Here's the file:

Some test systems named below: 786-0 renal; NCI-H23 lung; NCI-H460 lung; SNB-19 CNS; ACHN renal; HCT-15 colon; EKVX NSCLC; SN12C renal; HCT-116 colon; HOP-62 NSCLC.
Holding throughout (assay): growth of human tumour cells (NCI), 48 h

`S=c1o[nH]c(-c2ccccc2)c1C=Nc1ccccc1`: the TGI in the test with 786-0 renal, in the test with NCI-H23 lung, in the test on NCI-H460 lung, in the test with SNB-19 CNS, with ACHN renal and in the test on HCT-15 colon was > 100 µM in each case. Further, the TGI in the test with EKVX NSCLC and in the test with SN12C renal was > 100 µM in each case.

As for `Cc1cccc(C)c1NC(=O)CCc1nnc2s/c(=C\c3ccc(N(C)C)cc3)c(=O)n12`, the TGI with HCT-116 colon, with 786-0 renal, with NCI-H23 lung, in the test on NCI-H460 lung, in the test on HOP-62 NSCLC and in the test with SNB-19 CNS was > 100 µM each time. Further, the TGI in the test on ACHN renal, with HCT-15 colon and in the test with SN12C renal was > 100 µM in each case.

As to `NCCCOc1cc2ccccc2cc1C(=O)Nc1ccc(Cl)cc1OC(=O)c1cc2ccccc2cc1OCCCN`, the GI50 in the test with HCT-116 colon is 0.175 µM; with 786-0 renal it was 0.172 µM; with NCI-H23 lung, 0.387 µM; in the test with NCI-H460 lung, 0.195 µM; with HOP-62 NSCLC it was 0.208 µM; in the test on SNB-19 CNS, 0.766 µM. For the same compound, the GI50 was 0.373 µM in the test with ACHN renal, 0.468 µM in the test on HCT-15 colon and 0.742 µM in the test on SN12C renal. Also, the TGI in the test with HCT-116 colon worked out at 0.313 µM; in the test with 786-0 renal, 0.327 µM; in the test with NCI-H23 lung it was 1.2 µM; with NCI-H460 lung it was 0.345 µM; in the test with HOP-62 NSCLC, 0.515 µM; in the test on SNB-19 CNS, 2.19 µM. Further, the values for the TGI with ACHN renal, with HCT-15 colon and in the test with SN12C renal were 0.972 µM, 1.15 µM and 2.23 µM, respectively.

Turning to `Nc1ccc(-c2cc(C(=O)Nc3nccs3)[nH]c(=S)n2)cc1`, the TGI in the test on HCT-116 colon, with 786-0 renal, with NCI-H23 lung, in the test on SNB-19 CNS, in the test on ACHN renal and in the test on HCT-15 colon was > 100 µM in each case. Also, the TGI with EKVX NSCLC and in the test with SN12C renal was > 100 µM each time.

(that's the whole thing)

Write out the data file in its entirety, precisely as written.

Some test systems named below: 786-0 renal; NCI-H23 lung; NCI-H460 lung; SNB-19 CNS; ACHN renal; HCT-15 colon; EKVX NSCLC; SN12C renal; HCT-116 colon; HOP-62 NSCLC.
Holding throughout (assay): growth of human tumour cells (NCI), 48 h

`S=c1o[nH]c(-c2ccccc2)c1C=Nc1ccccc1`: the TGI in the test with 786-0 renal, in the test with NCI-H23 lung, in the test on NCI-H460 lung, in the test with SNB-19 CNS, with ACHN renal and in the test on HCT-15 colon was > 100 µM in each case. Further, the TGI in the test with EKVX NSCLC and in the test with SN12C renal was > 100 µM in each case.

As for `Cc1cccc(C)c1NC(=O)CCc1nnc2s/c(=C\c3ccc(N(C)C)cc3)c(=O)n12`, the TGI with HCT-116 colon, with 786-0 renal, with NCI-H23 lung, in the test on NCI-H460 lung, in the test on HOP-62 NSCLC and in the test with SNB-19 CNS was > 100 µM each time. Further, the TGI in the test on ACHN renal, with HCT-15 colon and in the test with SN12C renal was > 100 µM in each case.

As to `NCCCOc1cc2ccccc2cc1C(=O)Nc1ccc(Cl)cc1OC(=O)c1cc2ccccc2cc1OCCCN`, the GI50 in the test with HCT-116 colon is 0.175 µM; with 786-0 renal it was 0.172 µM; with NCI-H23 lung, 0.387 µM; in the test with NCI-H460 lung, 0.195 µM; with HOP-62 NSCLC it was 0.208 µM; in the test on SNB-19 CNS, 0.766 µM. For the same compound, the GI50 was 0.373 µM in the test with ACHN renal, 0.468 µM in the test on HCT-15 colon and 0.742 µM in the test on SN12C renal. Also, the TGI in the test with HCT-116 colon worked out at 0.313 µM; in the test with 786-0 renal, 0.327 µM; in the test with NCI-H23 lung it was 1.2 µM; with NCI-H460 lung it was 0.345 µM; in the test with HOP-62 NSCLC, 0.515 µM; in the test on SNB-19 CNS, 2.19 µM. Further, the values for the TGI with ACHN renal, with HCT-15 colon and in the test with SN12C renal were 0.972 µM, 1.15 µM and 2.23 µM, respectively.

Turning to `Nc1ccc(-c2cc(C(=O)Nc3nccs3)[nH]c(=S)n2)cc1`, the TGI in the test on HCT-116 colon, with 786-0 renal, with NCI-H23 lung, in the test on SNB-19 CNS, in the test on ACHN renal and in the test on HCT-15 colon was > 100 µM in each case. Also, the TGI with EKVX NSCLC and in the test with SN12C renal was > 100 µM each time.